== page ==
View guidelines and regulations relevant to acute systemic toxicity testing
Poisoning by dermal exposure (absorption through the skin), while not as common as poisoning by
ingestion, still accounted for nearly 180,000 poisonings in the United States in 2010. Regulatory
agencies use information from acute dermal systemic toxicity tests using rabbits or rats to
determine the potential of chemicals and chemical products to cause life-threatening health effects
or death from acute dermal exposures. Test results are used as the basis for hazard classification
and labeling and to inform consumers and workers how to avoid acute dermal exposures to hazardous
chemicals and products during the handling, transport, and use of chemicals and products. NICEATM developed
an up-and-down procedure for acute dermal systemic toxicity testing to reduce
animal use for this purpose.
In February 2008, ICCVAM forwarded recommendations on the use of two in vitro test methods
to estimate starting doses for acute oral systemic toxicity tests. ICCVAM recommended that these test methods be considered before
using animals for acute oral systemic toxicity testing, and that the methods should be used where determined appropriate. Data
from the in vitro test methods should be used in a weight-of-evidence approach for determining starting doses for in vivo
studies. Using these in vitro methods where appropriate is expected to reduce the number of animals required
for each toxicity test.
In vitro methods that use mammalian cell cultures and various cytotoxicity endpoints have been proposed
as alternatives to in vivo acute oral systemic toxicity tests that use rodents. In vitro cytotoxicity test methods
that measure basal cytotoxicity (general cytotoxicity that affects structures or processes intrinsic to all cell types)
are not currently regarded as suitable replacements for rodent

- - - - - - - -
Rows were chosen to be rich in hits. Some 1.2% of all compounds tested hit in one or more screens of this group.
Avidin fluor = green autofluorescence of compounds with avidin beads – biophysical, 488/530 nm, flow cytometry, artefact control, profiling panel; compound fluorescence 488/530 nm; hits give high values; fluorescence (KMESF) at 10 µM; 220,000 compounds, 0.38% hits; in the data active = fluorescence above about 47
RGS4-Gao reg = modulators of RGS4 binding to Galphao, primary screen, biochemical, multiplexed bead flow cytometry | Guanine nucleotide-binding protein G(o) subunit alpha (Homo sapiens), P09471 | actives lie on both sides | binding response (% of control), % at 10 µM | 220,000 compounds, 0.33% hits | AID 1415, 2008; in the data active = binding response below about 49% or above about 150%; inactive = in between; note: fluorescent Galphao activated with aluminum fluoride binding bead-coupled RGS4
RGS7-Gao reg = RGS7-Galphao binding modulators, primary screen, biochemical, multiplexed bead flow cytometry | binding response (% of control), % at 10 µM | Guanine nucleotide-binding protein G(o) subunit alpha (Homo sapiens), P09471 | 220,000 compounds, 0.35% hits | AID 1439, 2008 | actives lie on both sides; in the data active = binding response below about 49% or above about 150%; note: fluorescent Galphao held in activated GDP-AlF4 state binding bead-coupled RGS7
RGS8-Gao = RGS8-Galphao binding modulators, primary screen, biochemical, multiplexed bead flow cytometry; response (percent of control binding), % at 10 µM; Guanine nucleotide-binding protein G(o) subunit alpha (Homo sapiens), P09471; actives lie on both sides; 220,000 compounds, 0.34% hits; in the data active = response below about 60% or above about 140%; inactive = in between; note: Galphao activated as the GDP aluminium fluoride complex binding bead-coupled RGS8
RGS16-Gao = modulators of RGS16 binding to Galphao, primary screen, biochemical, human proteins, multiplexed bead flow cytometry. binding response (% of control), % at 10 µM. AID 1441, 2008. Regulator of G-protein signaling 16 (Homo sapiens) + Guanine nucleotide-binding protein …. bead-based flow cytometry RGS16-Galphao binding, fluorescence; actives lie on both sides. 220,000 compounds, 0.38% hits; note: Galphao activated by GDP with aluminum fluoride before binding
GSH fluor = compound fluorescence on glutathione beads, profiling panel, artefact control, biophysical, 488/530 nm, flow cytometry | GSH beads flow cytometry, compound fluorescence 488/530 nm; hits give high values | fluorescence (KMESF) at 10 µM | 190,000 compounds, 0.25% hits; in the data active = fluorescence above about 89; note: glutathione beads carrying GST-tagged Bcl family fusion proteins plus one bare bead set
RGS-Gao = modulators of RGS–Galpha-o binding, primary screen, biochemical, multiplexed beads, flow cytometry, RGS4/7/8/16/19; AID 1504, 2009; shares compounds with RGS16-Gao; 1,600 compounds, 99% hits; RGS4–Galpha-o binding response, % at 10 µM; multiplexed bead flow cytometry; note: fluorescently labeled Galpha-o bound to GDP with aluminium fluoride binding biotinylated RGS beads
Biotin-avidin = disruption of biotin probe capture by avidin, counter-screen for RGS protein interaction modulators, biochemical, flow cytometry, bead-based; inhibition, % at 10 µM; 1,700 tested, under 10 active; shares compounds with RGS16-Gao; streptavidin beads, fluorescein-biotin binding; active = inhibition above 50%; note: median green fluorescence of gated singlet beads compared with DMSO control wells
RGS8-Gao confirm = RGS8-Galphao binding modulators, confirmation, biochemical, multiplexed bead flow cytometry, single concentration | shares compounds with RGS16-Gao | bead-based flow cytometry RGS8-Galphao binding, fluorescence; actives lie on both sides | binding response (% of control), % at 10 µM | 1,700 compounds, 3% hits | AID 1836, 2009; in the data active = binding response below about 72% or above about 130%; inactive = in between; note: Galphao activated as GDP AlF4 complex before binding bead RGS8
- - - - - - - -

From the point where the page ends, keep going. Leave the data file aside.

acute oral toxicity tests. However, some methods can be useful for establishing the starting dose for acute
oral toxicity tests and thus reduce and refine animal use for such testing.
The use of in vitro cytotoxicity test methods to reduce animal use in acute oral systemic toxicity testing
was evaluated at an October 2000 Workshop on In Vitro Methods for Assessing Acute Systemic Toxicity.
A Guidance Document on Using
In Vitro Data to Estimate In Vivo Starting Doses for Acute Toxicity was prepared by ICCVAM with the assistance
of the workshop participants.
NICEATM and ICCVAM actively participate in the development of Test Guidelines and
Guidance Documents relevant to toxicology and safety testing issued by the Organisation
for Economic Co-operation and Development (OECD). OECD Test Guidelines
are based on the most relevant internationally agreed-upon testing methods
used by government, industry, and independent laboratories.
NICEATM and the ICCVAM Acute Toxicity Working Group have
contributed to the development of a number of OECD Test Guidelines and Guidance Documents.
Click on the heading above to view summaries of these activities.
NICEATM, ICCVAM, and international partners
sponsored a workshop to explore alternative methods for acute chemical safety testing.
The goals of this February 2008 meeting of international experts in the fields of in vitro and in vivo toxicology and human and veterinary
medicine were to:
- Review the state-of-the-science and identify knowledge gaps (at the whole organism, organ
system, cellular, and/or molecular levels) regarding the key in vivo pathways involved in acute systemic toxicity
- Recommend how these knowledge gaps can be addressed by collecting mechanistic biomarker
data during currently required in vivo safety testing
- Recommend how in vivo key pathway information can be used to develop more predictive
mechanism-based in vitro test systems and to identify biomarkers that may serve as
earlier, more humane endpoints for in vivo test methods
- Recommend how mechanism-based in vitro test systems and earlier, more humane endpoints
can be used to further reduce, refine, and eventually replace animal use for acute systemic
toxicity testing while ensuring the protection of human and animal health
Oral Up-and-Down Procedure
The oral up-and-down procedure (UDP) is an alternative to the traditional oral
median lethal dose (LD50) test that reduces animal use.
In the oral UDP, one animal is tested at a time, and the response of each animal to a test substance determines whether the
next animal receives a higher or lower dose. A peer review panel
sponsored by NICEATM and ICCVAM met in 2000 and 2001 to evaluate the revised
oral UDP and develop recommendations.
U.S. regulatory agencies adopted the ICCVAM recommendations on the revised oral UDP in 2003 and now accept oral UDPs
methods issued by OECD and the U.S. Environmental Protection Agency, which have replaced the
conventional acute oral systemic toxicity test method.